Education

Administrator Interview: The Personal Touch

February 01, 2003 3 min read

Ron Alatorre is the principal of South High School in Torrance, Calif., a suburb of Los Angeles. A veteran teacher and administrator, he has passionate views on the teaching profession (which he demonstrated clearly in an e-mail response to one our recent articles). In a recent interview conducted by e-mail, we asked him about recruiting today’s teachers.

Teacher Recruiter: How would you assess your current staffing situation? How successful have you been in filling vacant teaching positions with qualified teachers? What methods are you using to recruit teachers?

Ron Alatorre: Our staff is about 95 strong to date. We are fortunate to be a school that is considered ‘desirable’ to work in. There are schools nearby that are having a difficult time finding applicants, much less filling a position. Filling positions--and particularly finding “qualified” applicants--is still a challenge for us. Many of the applicants today are still in teacher-training programs or have emergency credentials. That inexperience can create a strain on the school and the new teacher.

The Torrance school district has made great use of the traditional recruiting mechanisms: Teacher fairs, colleges career-placement centers, schools of education, and even newspaper ads are ways we attract applicants. I have found that the personal touch is what makes or breaks the recruiting process. Many new teachers have a choice of jobs, and most are looking for the best working conditions possible. My emphasis is that working conditions are found within the staff, not just the locale. The cohesiveness of a faculty will determine the level of satisfaction in your job. Do teachers collaborate? Are they friendly? Is there a nice mix of veteran and new staff? Is the administration supportive? Is the culture one of high expectation? These are the questions I focus on when recruiting new staff.

TR: What do you think is the biggest challenge for schools in hiring and retaining teachers today? How are you addressing this challenge?

RA: I think one of the major challenges is finding someone dedicated to a career. Times have changed from the days where an employee stayed with an employer their entire life. Administrators need to recognize that we are looking at new teachers and second-career teachers with agendas that are not as long-term as in previous years. In order to bring quality to the school and retain these teachers, I work hard to create an environment in which teachers look forward to working. Once this environment is created, I encourage applicants to talk to the staff. Again, the personalization of the school is a great selling point to potential teachers.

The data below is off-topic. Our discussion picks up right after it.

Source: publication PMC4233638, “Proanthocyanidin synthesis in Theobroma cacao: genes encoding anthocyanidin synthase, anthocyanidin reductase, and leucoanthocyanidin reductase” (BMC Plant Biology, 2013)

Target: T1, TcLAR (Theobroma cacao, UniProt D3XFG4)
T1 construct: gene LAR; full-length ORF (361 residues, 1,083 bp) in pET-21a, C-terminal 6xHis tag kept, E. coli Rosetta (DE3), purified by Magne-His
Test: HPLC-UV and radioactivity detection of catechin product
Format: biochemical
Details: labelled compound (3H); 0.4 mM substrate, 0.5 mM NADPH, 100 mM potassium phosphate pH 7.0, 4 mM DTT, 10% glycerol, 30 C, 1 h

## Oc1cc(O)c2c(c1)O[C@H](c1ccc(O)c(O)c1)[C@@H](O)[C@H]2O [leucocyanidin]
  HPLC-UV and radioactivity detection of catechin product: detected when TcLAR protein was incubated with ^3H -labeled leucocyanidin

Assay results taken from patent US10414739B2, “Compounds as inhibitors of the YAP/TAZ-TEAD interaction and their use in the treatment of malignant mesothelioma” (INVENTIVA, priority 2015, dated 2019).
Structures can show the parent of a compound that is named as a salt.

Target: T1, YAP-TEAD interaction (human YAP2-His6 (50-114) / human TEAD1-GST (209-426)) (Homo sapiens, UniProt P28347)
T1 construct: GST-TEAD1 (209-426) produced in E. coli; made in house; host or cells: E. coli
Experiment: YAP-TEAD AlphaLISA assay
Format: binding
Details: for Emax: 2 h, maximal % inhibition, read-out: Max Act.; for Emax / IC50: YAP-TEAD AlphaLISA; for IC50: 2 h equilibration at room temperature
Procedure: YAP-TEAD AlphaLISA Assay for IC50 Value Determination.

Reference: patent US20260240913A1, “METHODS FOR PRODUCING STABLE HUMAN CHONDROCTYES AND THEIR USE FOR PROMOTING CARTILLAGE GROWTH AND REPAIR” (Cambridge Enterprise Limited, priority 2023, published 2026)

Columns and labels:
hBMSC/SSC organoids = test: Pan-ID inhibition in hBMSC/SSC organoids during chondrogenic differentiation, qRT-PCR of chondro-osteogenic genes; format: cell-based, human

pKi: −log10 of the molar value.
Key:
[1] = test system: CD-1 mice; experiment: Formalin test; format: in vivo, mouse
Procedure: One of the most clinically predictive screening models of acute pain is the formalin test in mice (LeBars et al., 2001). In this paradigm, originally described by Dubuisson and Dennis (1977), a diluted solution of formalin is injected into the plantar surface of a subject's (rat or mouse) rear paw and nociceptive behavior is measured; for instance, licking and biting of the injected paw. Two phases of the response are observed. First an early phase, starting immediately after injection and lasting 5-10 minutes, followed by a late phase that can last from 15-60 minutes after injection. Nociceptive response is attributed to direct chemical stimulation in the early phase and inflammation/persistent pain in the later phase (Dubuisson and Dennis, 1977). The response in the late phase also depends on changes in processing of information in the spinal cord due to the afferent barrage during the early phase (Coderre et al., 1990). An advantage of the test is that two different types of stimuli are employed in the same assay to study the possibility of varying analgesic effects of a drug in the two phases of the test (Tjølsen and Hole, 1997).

TR: What sort of personal qualities do you look for in teacher candidates? How do you determine if someone is right for the job?

RA: At the very least, applicants should be aware of the salary, benefits, and working conditions before they come in for an interview. Some programs have special characteristics or needs that the candidate should be familiar with. I find that those who have done the research generally have a genuine interest and aptitude for the job. Another area I look at carefully is how the candidate feels about the ability to reach all students. In high school, we tend to have specialists, but I am looking for that optimist that feels any child not only can succeed, but will succeed. After more than 20 years in the business I still have an enthusiasm for students that is generated from students. I want my staff to have the same feeling.

TR: Do you find that teacher candidates have changed over the years? For example, are today’s young teachers more or less qualified than when you started? How do you prepare them for the realities of the classroom?

RA: I think the candidates of this generation are brilliant. The academic training and technology backgrounds these teachers have give them more tools than we ever had. At the same time, I see that many candidates have chosen to participate in training programs as interns or on a ‘fast track,’ which can place them in the classroom prematurely. This is particularly true of second- career teachers, who have life experience but little classroom background. I believe it’s worth the effort to find a quality teacher-training program.

The realities of the classroom are learned in the classroom. Support from outside programs, and especially from their new colleagues, can help carry new teachers through the all-important first year. A teacher who can honestly reflect on past practices and make positive changes will be successful. I have great hope for the future, as our new teachers have demonstrated outstanding desire and skill. Budgets come and budgets go (like administrators!), but our teachers will always be needed, and always be there for our children.